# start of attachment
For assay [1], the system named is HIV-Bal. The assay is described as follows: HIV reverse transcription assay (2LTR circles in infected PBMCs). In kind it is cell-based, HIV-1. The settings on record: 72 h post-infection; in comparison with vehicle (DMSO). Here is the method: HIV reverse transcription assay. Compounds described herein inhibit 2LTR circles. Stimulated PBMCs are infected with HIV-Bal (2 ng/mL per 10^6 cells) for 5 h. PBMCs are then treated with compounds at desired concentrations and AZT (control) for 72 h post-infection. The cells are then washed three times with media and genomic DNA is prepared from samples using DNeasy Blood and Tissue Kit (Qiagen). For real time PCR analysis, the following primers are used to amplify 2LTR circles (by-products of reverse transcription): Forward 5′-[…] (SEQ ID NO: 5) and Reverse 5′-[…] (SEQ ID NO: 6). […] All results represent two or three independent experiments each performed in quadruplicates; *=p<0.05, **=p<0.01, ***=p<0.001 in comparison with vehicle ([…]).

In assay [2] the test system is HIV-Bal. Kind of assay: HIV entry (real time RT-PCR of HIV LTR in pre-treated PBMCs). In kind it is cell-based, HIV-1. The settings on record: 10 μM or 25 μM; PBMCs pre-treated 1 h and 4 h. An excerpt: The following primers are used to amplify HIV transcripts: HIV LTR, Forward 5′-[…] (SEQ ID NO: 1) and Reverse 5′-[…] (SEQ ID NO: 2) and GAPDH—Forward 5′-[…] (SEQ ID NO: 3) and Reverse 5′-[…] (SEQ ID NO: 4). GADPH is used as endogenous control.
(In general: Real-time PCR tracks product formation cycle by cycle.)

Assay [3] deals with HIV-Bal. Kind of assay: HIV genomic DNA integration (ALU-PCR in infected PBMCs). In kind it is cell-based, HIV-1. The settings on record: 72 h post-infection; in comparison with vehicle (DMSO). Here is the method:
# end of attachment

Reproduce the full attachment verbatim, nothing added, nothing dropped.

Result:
For assay [1], the system named is HIV-Bal. The assay is described as follows: HIV reverse transcription assay (2LTR circles in infected PBMCs). In kind it is cell-based, HIV-1. The settings on record: 72 h post-infection; in comparison with vehicle (DMSO). Here is the method: HIV reverse transcription assay. Compounds described herein inhibit 2LTR circles. Stimulated PBMCs are infected with HIV-Bal (2 ng/mL per 10^6 cells) for 5 h. PBMCs are then treated with compounds at desired concentrations and AZT (control) for 72 h post-infection. The cells are then washed three times with media and genomic DNA is prepared from samples using DNeasy Blood and Tissue Kit (Qiagen). For real time PCR analysis, the following primers are used to amplify 2LTR circles (by-products of reverse transcription): Forward 5′-[…] (SEQ ID NO: 5) and Reverse 5′-[…] (SEQ ID NO: 6). […] All results represent two or three independent experiments each performed in quadruplicates; *=p<0.05, **=p<0.01, ***=p<0.001 in comparison with vehicle ([…]).

In assay [2] the test system is HIV-Bal. Kind of assay: HIV entry (real time RT-PCR of HIV LTR in pre-treated PBMCs). In kind it is cell-based, HIV-1. The settings on record: 10 μM or 25 μM; PBMCs pre-treated 1 h and 4 h. An excerpt: The following primers are used to amplify HIV transcripts: HIV LTR, Forward 5′-[…] (SEQ ID NO: 1) and Reverse 5′-[…] (SEQ ID NO: 2) and GAPDH—Forward 5′-[…] (SEQ ID NO: 3) and Reverse 5′-[…] (SEQ ID NO: 4). GADPH is used as endogenous control.
(In general: Real-time PCR tracks product formation cycle by cycle.)

Assay [3] deals with HIV-Bal. Kind of assay: HIV genomic DNA integration (ALU-PCR in infected PBMCs). In kind it is cell-based, HIV-1. The settings on record: 72 h post-infection; in comparison with vehicle (DMSO). Here is the method: